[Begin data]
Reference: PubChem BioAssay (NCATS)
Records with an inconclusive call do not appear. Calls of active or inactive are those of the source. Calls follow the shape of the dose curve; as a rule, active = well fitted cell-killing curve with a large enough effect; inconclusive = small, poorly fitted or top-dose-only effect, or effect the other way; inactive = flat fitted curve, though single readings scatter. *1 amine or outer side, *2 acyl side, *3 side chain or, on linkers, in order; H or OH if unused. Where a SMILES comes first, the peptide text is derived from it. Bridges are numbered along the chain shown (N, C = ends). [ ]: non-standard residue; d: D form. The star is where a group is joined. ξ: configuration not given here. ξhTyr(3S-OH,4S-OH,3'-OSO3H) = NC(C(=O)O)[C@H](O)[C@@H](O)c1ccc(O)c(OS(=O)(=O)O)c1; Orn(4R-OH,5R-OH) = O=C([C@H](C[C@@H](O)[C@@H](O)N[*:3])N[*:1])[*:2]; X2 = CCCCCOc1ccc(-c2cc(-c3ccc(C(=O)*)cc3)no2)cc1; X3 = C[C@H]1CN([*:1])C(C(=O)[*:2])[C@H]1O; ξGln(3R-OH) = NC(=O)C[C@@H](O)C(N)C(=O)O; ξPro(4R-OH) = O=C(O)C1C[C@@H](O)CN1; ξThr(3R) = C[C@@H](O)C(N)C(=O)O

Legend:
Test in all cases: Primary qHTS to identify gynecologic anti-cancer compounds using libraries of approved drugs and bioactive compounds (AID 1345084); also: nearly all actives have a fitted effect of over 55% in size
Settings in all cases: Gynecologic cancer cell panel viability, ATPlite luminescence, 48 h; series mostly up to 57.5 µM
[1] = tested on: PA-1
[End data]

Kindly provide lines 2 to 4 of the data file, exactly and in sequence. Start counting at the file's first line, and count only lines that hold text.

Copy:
Records with an inconclusive call do not appear. Calls of active or inactive are those of the source. Calls follow the shape of the dose curve; as a rule, active = well fitted cell-killing curve with a large enough effect; inconclusive = small, poorly fitted or top-dose-only effect, or effect the other way; inactive = flat fitted curve, though single readings scatter. *1 amine or outer side, *2 acyl side, *3 side chain or, on linkers, in order; H or OH if unused. Where a SMILES comes first, the peptide text is derived from it. Bridges are numbered along the chain shown (N, C = ends). [ ]: non-standard residue; d: D form. The star is where a group is joined. ξ: configuration not given here. ξhTyr(3S-OH,4S-OH,3'-OSO3H) = NC(C(=O)O)[C@H](O)[C@@H](O)c1ccc(O)c(OS(=O)(=O)O)c1; Orn(4R-OH,5R-OH) = O=C([C@H](C[C@@H](O)[C@@H](O)N[*:3])N[*:1])[*:2]; X2 = CCCCCOc1ccc(-c2cc(-c3ccc(C(=O)*)cc3)no2)cc1; X3 = C[C@H]1CN([*:1])C(C(=O)[*:2])[C@H]1O; ξGln(3R-OH) = NC(=O)C[C@@H](O)C(N)C(=O)O; ξPro(4R-OH) = O=C(O)C1C[C@@H](O)CN1; ξThr(3R) = C[C@@H](O)C(N)C(=O)O

Legend:
Test in all cases: Primary qHTS to identify gynecologic anti-cancer compounds using libraries of approved drugs and bioactive compounds (AID 1345084); also: nearly all actives have a fitted effect of over 55% in size